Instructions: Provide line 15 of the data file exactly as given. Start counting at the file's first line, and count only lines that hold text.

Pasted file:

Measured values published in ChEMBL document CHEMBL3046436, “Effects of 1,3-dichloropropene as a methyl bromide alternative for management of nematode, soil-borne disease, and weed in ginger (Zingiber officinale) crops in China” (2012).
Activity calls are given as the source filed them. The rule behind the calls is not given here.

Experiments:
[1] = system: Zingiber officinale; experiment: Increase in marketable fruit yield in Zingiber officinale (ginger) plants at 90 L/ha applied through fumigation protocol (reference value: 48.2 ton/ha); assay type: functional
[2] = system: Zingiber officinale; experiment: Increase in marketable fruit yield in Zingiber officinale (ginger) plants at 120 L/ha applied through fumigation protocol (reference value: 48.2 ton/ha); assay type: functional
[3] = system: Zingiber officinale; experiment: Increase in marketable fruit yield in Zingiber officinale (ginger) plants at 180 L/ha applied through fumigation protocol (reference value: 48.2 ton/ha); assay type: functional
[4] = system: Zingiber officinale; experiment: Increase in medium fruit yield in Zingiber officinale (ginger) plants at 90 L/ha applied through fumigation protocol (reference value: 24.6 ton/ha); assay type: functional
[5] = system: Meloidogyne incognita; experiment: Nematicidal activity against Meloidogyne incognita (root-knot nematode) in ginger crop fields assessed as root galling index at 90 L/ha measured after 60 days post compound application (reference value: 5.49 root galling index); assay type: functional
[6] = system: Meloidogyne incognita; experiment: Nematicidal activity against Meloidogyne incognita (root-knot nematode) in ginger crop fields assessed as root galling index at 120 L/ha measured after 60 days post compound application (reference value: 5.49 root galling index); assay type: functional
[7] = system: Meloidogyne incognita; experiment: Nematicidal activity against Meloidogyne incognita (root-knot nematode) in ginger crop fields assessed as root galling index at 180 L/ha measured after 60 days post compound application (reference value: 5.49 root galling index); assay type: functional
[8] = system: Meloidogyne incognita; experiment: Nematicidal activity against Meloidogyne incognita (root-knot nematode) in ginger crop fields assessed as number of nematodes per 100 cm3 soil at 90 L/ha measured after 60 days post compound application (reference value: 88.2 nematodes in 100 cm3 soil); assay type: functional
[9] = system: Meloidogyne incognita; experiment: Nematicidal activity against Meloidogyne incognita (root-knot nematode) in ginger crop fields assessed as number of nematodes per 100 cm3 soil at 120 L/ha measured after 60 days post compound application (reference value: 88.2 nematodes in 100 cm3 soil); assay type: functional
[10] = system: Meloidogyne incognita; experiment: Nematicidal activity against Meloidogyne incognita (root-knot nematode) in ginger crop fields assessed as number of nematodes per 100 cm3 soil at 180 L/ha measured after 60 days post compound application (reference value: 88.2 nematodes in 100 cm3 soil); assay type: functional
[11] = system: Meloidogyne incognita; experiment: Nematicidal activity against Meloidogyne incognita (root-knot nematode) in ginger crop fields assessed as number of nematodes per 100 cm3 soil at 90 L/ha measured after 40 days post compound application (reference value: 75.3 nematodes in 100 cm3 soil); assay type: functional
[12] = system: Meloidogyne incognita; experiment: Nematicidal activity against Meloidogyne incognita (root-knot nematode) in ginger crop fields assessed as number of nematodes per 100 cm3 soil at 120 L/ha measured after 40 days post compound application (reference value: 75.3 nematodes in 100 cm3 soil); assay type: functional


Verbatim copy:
[12] = system: Meloidogyne incognita; experiment: Nematicidal activity against Meloidogyne incognita (root-knot nematode) in ginger crop fields assessed as number of nematodes per 100 cm3 soil at 120 L/ha measured after 40 days post compound application (reference value: 75.3 nematodes in 100 cm3 soil); assay type: functional